On The Border
I have a complicated love/hate relationship with the Eagles – they were one of my favourite bands in my early teens when I discovered rock music after a sheltered childhood. But as my musical horizons have broadened, I largely see them now as a second tier band who achieved first tier fame; they had the sales, the mega-tours, they dealt in major themes like the trappings of fame, and they had a string of singles that have kept them on the radio, but they didn’t have the strong album catalogue of a truly great band. There’s plenty to like about the Eagles – most of the band are strong musicians, with the notable exception of drummer Don Henley. Henley’s a strong singer and sometimes an incisive lyricist, and they have accomplished group harmonies.
Their third album, On The Border, is my favourite of their albums as it showcases them at an interesting point in their development. On their first two albums they added a commercial sheen to the country-rock sound that artists like Gram Parsons had developed, while by 1979’s The Long Run, they were burnt out and turned in a sterile and soulless rock album. With On The Border, they retain a country edge with their harmonies and Bernie Leadon’s array of traditional stringed instruments, but they’re exploring rock territory, and Don Felder, a late addition to the band, brings a rock edge to the two tracks that he plays on.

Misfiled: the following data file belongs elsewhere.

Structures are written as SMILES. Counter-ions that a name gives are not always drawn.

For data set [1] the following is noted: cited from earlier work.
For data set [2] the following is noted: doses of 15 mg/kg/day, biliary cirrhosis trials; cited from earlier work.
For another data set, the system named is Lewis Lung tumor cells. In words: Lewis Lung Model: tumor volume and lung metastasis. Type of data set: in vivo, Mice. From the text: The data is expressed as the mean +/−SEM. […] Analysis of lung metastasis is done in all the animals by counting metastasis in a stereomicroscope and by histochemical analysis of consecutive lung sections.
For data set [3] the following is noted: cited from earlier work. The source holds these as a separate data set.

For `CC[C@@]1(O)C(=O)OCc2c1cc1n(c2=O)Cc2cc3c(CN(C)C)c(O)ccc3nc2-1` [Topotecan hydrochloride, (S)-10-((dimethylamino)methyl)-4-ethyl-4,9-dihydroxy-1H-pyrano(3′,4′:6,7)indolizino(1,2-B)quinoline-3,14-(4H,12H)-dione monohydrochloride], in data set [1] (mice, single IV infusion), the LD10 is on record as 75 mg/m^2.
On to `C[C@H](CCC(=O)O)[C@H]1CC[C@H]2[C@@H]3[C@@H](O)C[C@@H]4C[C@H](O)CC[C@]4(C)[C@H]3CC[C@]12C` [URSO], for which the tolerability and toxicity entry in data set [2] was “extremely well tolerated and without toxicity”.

The encapsulation of what made their transitional period interesting is found in ‘Midnight Flyer’, a country song given a rock arrangement. While it’s not fully consistent, there are more interesting overlooked songs here than any other Eagles album. Bernie Leadon has a touching tribute to Parsons with ‘My Man’, bassist Randy Meisner has a straight up, concise pop song with ‘Is It True?’, and they transform Tom Waits’ ‘Ol’ 55′ with smooth harmonies.
It’s a little patchy, but On The Border is generally entertaining.
Other Eagles albums’ ratings:
Eagles (1972): 6/10
Desperado (1973): 5.5/10
One of These Nights (1975): 7.5/10, consistent, but too many slow songs. Features Bernie Leadon’s excellent instrumental ‘Journey of the Sorceror’.
Hotel California (1976): 7.5/10, again, quite accomplished, but too many slow songs. ‘New Kid in Town’ is one of their most enduring singles.
The Long Run (1979): 3.5/10, Timothy B. Schmitt’s R&B flavoured spotlight ‘I Can’t Tell You Why’ is one of the band’s best songs, but there’s a lot of filler here.